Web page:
The North/South Divide


Today was another dull one with little sun after 10 a.m. This morning we took a motorised stroll through the forest


and brunched at Hyde-Out Café where I enjoyed a tastefully presented full English.

Cyclists on road 1

Just outside Bashley the first bunch of cyclists began disrupting the traffic.

Rubbish in stream

Someone had recently lobbed food packaging into the stream crossing Holmsley Passage, along which we passed the resident of

Modern House

the modern house that was once the site of the crossing keeper’s cottage.

Ponies on outfield 1Ponies on outfield 4

At Burley ponies had been engaged to mow the outfield of the cricket green.

Ponies on outfield 3

Some took a break,

Ponies on outfield 2

and, for one, the task had become all too exhausting.

Braggers Lane

It being the grockle season, only the narrower lanes like Braggers were free of cyclists and other cars designed to send drivers onto the verges.

Cyclists on road 2Cyclists on road 3Cyclists on road 4

More common were crocodiles like these escorted children wobbling along

Irises 3

opposite the irises blooming in Whitemoor Pond.

Foxgloves 1Foxgloves 2Foxgloves 3

Mauve foxgloves stood proudly erect all over the forest.

Orchids and ferns 1Orchids and ferns 2Orchids and ferns 3

On the slopes on other side of the road leading into Bolderwood, where the first two of these pictures were taken, wild orchids clustered among the curling ferns.

Orchids, ferns, and bottleBottle in ferns

Someone had lobbed a bottle into this lovely landscape.

Tree stump

Logging had been carried out in the vicinity of this stump with its moss-covered exposed roots.

Foal and ponies

The A31, that bisected the forest into North and South, spans the road through Bolderwood, bringing the modern world into stark contrast with the historic home of this equine family whose ancestors grazed the forest floors for centuries.

Horse riders

One of two riders crossing the heath on the other side of the main thoroughfare gave me a pleasant smile, after which we exchanged waves.

For our dinner this evening Jackie produced tasty chicken thighs marinaded in lemon and herbs and roasted with peppers; boiled potatoes, carrots, and green beans.




A Losing Battle


This morning we drove to Milford on Sea to search out a door handle in the architectural salvage outlet there. The establishment was closed, so we consoled ourselves with


brunch at The Needle’s Eye Cafe. I enjoyed the Maxed up Breakfast while Jackie chose her customary jacket potato with cheese and beans.

Speedboat passing Isle of Wight

Whilst a speedboat laid a trail across The Solent;

Gulls over car park

gulls squealed into the car park;

Sea fishing

and intrepid sea fishers set up their rods;

the sun fought a losing battle with the indigo clouds over the Isle of Wight. Jesus beams provided the brush strokes to the cloudscapes and a slash of light on the water.

This evening we dined on Jackie’s tender beef stew, sauteed potatoes, and crisp carrots, cauliflower, and green beans. I finished the Fleurie and Jackie drank Hoegaarden.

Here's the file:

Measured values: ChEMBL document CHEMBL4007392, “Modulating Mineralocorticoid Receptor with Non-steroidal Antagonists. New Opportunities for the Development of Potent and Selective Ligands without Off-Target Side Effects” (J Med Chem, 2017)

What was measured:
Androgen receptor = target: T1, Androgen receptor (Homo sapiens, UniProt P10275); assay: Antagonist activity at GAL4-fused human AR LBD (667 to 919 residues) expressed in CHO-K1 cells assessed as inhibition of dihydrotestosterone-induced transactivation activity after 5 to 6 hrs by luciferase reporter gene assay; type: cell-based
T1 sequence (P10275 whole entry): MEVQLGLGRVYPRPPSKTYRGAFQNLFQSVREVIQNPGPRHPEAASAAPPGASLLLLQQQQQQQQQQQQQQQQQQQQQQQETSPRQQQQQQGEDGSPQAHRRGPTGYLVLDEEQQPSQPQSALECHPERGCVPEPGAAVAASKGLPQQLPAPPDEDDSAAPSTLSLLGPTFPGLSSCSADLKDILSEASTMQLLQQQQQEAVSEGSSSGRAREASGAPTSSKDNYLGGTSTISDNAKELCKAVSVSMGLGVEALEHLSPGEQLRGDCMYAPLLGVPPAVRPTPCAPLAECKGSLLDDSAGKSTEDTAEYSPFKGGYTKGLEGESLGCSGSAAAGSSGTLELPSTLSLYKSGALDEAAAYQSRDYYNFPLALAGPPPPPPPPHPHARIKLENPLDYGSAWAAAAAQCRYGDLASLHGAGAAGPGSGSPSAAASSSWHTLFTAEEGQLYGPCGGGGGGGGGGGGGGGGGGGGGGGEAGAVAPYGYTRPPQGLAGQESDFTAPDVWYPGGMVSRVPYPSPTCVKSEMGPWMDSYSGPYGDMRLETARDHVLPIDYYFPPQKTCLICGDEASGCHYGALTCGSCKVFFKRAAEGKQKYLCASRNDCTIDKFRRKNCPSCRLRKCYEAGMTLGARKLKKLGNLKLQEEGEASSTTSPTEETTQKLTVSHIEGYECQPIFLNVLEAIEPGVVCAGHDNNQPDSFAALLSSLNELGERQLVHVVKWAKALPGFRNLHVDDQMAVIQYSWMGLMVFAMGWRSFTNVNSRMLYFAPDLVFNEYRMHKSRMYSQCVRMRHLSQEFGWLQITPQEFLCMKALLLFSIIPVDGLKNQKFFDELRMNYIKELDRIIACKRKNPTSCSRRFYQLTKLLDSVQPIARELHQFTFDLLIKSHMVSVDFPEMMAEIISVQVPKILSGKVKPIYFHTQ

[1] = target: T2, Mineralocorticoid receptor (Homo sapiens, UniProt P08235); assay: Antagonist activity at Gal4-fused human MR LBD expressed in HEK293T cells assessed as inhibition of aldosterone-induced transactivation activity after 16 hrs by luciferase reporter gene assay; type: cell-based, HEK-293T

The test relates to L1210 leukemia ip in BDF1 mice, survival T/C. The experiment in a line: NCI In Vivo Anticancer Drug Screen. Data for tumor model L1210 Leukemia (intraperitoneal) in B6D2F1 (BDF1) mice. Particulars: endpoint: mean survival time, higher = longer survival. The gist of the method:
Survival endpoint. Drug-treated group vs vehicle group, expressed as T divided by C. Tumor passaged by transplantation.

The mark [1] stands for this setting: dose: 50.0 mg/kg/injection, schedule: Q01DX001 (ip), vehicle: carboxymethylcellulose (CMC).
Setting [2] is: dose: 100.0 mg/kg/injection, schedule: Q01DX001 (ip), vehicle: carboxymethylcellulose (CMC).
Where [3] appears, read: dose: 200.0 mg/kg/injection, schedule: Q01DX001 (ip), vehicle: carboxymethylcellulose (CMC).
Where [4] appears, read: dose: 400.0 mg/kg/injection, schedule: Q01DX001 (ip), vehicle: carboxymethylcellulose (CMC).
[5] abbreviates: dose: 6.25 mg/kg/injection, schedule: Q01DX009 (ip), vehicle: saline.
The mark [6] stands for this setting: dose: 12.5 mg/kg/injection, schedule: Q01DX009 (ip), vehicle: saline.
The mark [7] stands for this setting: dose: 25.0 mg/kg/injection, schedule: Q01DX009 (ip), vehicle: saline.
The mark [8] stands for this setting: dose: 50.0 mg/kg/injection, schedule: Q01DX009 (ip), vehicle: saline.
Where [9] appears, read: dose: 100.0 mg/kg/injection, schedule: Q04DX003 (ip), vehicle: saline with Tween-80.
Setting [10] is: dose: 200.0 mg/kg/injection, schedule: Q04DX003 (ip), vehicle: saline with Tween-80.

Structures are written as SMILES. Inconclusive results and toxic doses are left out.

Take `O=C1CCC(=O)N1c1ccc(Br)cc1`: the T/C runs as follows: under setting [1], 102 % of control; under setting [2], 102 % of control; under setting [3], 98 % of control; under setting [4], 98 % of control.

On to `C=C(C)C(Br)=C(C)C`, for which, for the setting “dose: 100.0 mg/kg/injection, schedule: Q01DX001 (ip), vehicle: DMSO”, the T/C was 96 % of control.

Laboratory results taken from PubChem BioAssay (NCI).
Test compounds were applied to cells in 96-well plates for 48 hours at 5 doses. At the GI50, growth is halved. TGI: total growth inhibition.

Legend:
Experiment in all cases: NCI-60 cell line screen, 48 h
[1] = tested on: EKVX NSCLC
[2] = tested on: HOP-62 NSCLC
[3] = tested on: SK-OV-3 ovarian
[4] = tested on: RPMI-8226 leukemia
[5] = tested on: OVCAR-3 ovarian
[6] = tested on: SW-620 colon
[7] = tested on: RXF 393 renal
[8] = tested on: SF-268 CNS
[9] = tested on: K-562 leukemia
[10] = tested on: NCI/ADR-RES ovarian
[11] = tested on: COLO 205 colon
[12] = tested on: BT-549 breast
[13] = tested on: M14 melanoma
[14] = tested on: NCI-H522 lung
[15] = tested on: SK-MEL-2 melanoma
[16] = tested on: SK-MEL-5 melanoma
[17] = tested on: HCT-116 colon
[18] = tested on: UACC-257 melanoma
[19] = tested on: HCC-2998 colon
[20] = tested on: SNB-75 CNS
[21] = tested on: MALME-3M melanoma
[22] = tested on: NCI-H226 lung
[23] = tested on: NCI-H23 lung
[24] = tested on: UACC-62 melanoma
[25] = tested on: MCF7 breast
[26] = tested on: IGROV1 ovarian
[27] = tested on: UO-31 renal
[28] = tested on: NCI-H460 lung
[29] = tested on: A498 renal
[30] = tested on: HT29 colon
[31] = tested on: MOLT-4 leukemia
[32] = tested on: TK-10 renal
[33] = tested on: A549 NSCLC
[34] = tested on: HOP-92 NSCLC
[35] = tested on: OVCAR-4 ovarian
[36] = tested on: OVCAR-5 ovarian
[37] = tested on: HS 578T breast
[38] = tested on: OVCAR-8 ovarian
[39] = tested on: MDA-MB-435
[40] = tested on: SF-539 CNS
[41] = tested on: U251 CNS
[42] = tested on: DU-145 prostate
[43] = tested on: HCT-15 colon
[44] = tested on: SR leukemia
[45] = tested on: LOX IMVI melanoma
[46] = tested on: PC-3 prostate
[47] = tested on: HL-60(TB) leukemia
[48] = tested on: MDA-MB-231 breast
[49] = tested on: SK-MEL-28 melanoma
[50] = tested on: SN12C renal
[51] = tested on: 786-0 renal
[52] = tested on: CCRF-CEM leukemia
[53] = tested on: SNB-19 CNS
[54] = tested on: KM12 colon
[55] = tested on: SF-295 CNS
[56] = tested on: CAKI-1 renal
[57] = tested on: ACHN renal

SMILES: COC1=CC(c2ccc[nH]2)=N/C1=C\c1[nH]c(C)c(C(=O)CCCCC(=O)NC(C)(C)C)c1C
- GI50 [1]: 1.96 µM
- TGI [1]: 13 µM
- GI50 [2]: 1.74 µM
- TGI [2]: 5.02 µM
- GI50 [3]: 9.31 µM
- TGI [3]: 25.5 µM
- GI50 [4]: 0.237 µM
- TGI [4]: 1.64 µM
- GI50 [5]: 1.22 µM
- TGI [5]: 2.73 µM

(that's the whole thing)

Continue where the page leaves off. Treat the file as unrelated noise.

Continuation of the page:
All Part Of The Process

Princess Ida programme 3.14The annual O’Connell/Rivett family attendance at the Godalming Operatic Society’s Leatherhead Theatre production of a work by Gilbert & Sullivan directed by Pat O’Connell follows a carefully choreographed process. Taking advantage of the close proximity of each point in the proceedings, arriving in very good time to dine before the performance, we all stay at the Travel Lodge hotel in the town, walk around the corner to dine at an Italian restaurant, and across the road to the theatre. Afterwards we enjoy a drink in the company of the cast, spend the night at the staging post, and breakfast at Annie’s cafe before making our ways home.
The outing was yesterday. The operetta Princess Ida.
All part of the process is that Helen and Bill will have parked in the more expensive car park a bit further away. Ron will then offer to go and collect their car and move it to the one that is free after 6 p.m. and over the weekend, about 100 yards away. He will do this just in time for us to take possession of our seats before the prompt start of the overture.
There is one popular restaurant near enough and willing to feed the entire cast and guests in good time to facilitate the promptness. This year, having changed ownership, it was undergoing refurbishment. It was not yet officially open, but the new proprietor offered to provide a restricted menu for us all, provided we placed our orders in advance. We did so. The orders were placed in a relay of mobile phones. This meant that there was some confusion about my pizza, but this was rectified with good humour. I am not sure what the original name of this establishment was. It is now Rialto, and is to be recommended. There were no complaints about the previous one, but all were agreed that this reincarnation is a general improvement. If they live up to their first night, they should do well.
Rialto meals
There was, however, one part of the process that was maintained by the new staff. Traditionally, one of our group goes without something until the waiting staff are eventually alerted to its absence. It may be an entire meal, a drink, or simply a glass with which to imbibe a share of a bottle of wine. Until now, Shelly has been the victim of all these omissions.Pizza Perhaps it served me right for speculating about what she would miss out on last night, for it was I who went without my pizza. Drinking my share of the house red wine, I watched the others enjoying their various dishes accompanied by red or white wine. Eventually I got my own back, and they all watched me consume mine, which was excellent.
The Leatherhead Theatre is an excellent venue. This morning, during a wander around the town, I noticed it was occupied by a group engaged in a religious service of some denomination, so it is perhaps as versatile as the Regent Centre at Christchurch. I also noticed a plaque on the wall, part of the information provided by Leatherhead Heritage Trail, giving a history of the building:Thorndyke Theatre